Tuesday, February 2, 2010

You Have Been Carjacked!

Yes. Believe it or not we have ALL been carjacked. By ourselves. A great read on this can be found in the book:

As noted in the review: "The authors capture the fantasy and reality of our love of cars.They hold up a mirror to we, 'the people,' to let us look at our individual and collective glamour and bloat.  They ask, subtly and with a good amount of wit, if we know what we are doing to ourselves?"

This is a good question, and I really do not believe that as a culture we have yet realized what we are doing or already HAVE done to ourselves. I have written in previous posts about the feeling of being free when riding a bicycle - especially when you are riding far from your familiar surroundings. Being in a car is essentially the opposite feeling. It is a trap - the problem is that the automobile is largely looked upon as bringing great freedom to the driver. The iconic image of driving out on the open road is thrown in our collective faces dozens of times a day in the form of auto advertising. Reality though is never like it is in the ads, but that does not stop us from thinking it will suddenly magically become like them.

The car is touted as a symbol of freedom and empowerment, but indeed it can be so. But in its most basic form it is a yoke, a false security blanket, and often becomes a tool for people to feel empowered in bad ways. Nobody can argue the high cost of owning a car. Statistics everywhere constantly prove that driving is far more dangerous than just about any activity you can do, yet cars are often painted as safe havens from the hard world in advertising. And every cyclist has encountered a driver - who feels so empowered by his automobile - that the driver would go as far as to buzz the cyclist by mere inches when there is plenty of space to share the road. Any device that literally makes people feel "OK" about taking the chance at committing murder - by "almost" running over a fellow human being - is not good for the overall health of any society. To make matters worse, when a car driver does run over a fellow human being, they are often spared the brunt of the law, painted as the victim,  and the real vicvim (the cyclist for anyone not getting it) is viewed as the one "in the wrong." THAT is just wrong.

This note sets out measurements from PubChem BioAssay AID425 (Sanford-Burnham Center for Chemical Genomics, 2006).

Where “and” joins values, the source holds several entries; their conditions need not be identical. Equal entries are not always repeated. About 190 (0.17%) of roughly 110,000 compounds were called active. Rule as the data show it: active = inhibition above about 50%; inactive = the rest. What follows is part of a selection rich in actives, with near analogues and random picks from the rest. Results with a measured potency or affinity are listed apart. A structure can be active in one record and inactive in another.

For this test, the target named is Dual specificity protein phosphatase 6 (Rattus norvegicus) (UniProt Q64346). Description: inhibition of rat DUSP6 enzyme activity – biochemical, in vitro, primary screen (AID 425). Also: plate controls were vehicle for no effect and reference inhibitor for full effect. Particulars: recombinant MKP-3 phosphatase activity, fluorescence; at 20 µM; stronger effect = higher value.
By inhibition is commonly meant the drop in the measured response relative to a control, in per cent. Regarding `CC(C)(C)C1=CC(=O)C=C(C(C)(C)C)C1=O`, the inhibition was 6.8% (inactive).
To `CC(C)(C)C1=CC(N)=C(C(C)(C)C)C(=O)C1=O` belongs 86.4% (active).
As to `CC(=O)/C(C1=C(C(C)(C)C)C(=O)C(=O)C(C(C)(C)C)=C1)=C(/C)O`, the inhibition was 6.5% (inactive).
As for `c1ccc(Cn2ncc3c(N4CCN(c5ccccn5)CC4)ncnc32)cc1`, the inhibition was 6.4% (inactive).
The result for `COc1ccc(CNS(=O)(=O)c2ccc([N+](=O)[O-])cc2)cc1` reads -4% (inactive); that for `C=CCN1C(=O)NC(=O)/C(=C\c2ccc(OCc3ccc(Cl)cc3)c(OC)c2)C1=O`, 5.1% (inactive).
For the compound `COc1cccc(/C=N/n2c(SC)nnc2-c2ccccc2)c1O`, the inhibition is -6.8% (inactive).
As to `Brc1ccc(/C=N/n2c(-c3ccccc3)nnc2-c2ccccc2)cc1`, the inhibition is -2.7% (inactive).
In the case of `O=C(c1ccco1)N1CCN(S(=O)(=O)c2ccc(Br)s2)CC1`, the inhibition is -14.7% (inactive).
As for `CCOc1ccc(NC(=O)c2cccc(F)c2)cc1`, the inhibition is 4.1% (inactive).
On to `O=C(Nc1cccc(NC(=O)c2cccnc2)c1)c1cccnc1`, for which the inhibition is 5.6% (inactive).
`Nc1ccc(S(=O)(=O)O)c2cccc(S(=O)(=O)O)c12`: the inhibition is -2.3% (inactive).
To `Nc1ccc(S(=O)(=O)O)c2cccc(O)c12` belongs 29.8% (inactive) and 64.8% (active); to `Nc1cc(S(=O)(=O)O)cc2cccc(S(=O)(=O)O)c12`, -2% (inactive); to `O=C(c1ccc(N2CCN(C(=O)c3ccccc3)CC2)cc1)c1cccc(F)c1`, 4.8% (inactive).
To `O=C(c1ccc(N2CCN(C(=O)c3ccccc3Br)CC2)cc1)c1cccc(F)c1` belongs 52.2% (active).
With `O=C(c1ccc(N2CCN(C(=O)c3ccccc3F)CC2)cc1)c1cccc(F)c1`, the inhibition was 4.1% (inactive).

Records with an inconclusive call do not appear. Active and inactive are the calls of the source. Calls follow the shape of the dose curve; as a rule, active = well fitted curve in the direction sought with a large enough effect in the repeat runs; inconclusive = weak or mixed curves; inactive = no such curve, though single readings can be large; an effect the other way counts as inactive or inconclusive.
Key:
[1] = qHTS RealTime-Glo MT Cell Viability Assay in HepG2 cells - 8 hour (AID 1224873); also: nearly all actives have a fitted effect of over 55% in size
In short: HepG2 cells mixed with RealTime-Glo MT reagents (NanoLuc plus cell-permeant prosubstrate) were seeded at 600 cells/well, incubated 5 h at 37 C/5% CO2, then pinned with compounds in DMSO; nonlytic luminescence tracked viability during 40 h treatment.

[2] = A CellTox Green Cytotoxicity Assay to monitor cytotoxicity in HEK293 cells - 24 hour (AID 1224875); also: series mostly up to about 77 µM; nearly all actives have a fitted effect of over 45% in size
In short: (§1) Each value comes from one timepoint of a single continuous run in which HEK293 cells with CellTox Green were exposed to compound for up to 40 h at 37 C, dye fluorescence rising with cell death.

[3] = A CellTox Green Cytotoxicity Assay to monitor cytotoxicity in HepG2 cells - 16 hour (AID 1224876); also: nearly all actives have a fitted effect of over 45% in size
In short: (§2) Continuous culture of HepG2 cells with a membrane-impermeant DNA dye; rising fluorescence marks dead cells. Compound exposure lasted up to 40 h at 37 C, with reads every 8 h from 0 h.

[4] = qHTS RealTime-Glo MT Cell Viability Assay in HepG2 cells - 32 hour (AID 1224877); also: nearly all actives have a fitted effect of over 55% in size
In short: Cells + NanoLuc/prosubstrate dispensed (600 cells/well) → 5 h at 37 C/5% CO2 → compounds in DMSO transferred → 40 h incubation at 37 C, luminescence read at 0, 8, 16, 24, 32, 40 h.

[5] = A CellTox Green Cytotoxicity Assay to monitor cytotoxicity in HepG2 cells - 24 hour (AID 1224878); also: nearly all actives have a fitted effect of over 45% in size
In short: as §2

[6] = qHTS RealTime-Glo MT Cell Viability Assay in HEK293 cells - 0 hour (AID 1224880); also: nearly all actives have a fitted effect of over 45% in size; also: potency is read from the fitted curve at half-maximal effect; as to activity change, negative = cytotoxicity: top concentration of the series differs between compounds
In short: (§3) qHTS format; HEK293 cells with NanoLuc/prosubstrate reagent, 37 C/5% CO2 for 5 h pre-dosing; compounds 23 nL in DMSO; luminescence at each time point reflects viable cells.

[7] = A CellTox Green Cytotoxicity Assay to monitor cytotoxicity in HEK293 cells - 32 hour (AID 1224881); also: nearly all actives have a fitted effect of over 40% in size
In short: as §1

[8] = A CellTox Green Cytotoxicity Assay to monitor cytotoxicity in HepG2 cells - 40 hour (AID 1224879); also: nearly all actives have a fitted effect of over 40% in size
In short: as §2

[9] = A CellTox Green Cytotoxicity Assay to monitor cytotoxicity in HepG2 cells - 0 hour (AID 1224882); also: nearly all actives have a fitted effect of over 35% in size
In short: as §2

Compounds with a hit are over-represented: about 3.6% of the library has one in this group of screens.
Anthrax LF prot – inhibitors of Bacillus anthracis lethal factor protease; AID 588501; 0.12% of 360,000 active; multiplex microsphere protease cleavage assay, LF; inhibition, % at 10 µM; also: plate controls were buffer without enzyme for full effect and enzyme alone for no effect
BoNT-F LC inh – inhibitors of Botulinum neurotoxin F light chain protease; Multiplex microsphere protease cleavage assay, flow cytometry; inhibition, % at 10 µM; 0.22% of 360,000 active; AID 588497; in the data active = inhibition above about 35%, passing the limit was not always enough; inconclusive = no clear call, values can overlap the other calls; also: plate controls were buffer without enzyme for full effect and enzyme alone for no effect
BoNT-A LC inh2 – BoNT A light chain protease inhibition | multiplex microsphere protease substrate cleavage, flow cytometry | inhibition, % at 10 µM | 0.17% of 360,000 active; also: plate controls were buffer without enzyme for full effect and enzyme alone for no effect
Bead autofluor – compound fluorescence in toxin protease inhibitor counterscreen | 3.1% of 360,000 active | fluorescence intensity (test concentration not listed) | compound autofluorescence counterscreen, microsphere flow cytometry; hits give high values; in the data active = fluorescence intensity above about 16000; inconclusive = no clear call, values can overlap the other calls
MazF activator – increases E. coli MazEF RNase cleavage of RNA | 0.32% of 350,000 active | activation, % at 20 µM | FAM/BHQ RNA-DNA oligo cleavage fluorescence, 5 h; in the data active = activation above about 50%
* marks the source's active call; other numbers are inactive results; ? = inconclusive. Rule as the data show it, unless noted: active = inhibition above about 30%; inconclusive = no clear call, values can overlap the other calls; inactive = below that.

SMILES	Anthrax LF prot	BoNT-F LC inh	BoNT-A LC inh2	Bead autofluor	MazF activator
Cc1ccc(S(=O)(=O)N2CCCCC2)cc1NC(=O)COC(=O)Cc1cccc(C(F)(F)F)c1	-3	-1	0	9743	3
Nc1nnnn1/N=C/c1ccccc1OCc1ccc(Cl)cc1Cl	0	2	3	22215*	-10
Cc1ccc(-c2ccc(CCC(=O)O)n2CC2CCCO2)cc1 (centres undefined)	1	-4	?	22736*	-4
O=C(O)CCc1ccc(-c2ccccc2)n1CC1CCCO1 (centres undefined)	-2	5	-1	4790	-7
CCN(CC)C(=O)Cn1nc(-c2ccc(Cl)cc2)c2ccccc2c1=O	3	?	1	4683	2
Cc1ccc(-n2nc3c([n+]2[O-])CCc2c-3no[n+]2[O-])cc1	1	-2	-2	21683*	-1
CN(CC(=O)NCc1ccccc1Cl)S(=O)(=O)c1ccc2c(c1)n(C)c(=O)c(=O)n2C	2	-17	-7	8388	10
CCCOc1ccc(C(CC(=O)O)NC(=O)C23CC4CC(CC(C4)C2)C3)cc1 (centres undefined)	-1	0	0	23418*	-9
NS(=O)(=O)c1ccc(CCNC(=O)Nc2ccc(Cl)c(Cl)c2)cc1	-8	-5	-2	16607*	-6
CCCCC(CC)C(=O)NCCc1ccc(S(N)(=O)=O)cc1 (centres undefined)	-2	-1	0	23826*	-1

Everyone has seen the romantic commercials. They are much all the same: some dudes (who don't even look old enough to afford the vehicle they are driving) and their cadre of Ambercrombie & Fitch girlfriends barreling to the top of the mountain in their SUV in slow motion arriving just as the sun sets across the boundless horizon. Cut to them chilling with the cooler of brews roasting marshmallows all smiles. Pan slowly to their happy dogs frolicking in slow motion. Even after a bouncy drive to the top the vehicle is still clean like the showroom floor. Fail. 

This is not any sort of daily reality. Reality is being stuck in traffic with all the same folks - in your car that needs washing that you (and everyone else) spent too much on and are paying interest on for the next 3 - 5 years with only 1/4 tank of gas costing you an inevitable $50 to fill up for the next handful of days of driving not to mention insurance costs and the fact you have not changed the oil in 4,000 to many miles and some asshole gave the side a big ding with his door the last time you were at the superstore. 

That's a better reality of driving.

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